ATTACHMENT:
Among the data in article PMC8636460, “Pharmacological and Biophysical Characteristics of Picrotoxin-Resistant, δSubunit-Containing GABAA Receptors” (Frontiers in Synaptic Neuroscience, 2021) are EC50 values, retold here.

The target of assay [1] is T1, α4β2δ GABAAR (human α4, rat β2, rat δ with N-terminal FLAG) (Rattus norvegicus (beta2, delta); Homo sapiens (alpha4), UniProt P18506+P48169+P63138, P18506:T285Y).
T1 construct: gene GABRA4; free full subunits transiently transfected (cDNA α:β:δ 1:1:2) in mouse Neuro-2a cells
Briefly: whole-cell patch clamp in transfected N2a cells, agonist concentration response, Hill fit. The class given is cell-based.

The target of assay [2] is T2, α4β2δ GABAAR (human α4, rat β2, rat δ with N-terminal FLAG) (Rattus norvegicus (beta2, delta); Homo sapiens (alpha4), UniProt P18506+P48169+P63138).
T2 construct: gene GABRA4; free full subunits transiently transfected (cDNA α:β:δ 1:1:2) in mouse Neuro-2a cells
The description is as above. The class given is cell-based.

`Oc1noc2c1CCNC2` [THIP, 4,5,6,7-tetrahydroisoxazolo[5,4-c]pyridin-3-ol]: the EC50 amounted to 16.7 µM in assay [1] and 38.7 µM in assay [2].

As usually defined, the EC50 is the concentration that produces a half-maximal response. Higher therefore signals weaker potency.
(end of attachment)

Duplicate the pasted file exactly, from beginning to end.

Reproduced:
Among the data in article PMC8636460, “Pharmacological and Biophysical Characteristics of Picrotoxin-Resistant, δSubunit-Containing GABAA Receptors” (Frontiers in Synaptic Neuroscience, 2021) are EC50 values, retold here.

The target of assay [1] is T1, α4β2δ GABAAR (human α4, rat β2, rat δ with N-terminal FLAG) (Rattus norvegicus (beta2, delta); Homo sapiens (alpha4), UniProt P18506+P48169+P63138, P18506:T285Y).
T1 construct: gene GABRA4; free full subunits transiently transfected (cDNA α:β:δ 1:1:2) in mouse Neuro-2a cells
Briefly: whole-cell patch clamp in transfected N2a cells, agonist concentration response, Hill fit. The class given is cell-based.

The target of assay [2] is T2, α4β2δ GABAAR (human α4, rat β2, rat δ with N-terminal FLAG) (Rattus norvegicus (beta2, delta); Homo sapiens (alpha4), UniProt P18506+P48169+P63138).
T2 construct: gene GABRA4; free full subunits transiently transfected (cDNA α:β:δ 1:1:2) in mouse Neuro-2a cells
The description is as above. The class given is cell-based.

`Oc1noc2c1CCNC2` [THIP, 4,5,6,7-tetrahydroisoxazolo[5,4-c]pyridin-3-ol]: the EC50 amounted to 16.7 µM in assay [1] and 38.7 µM in assay [2].

As usually defined, the EC50 is the concentration that produces a half-maximal response. Higher therefore signals weaker potency.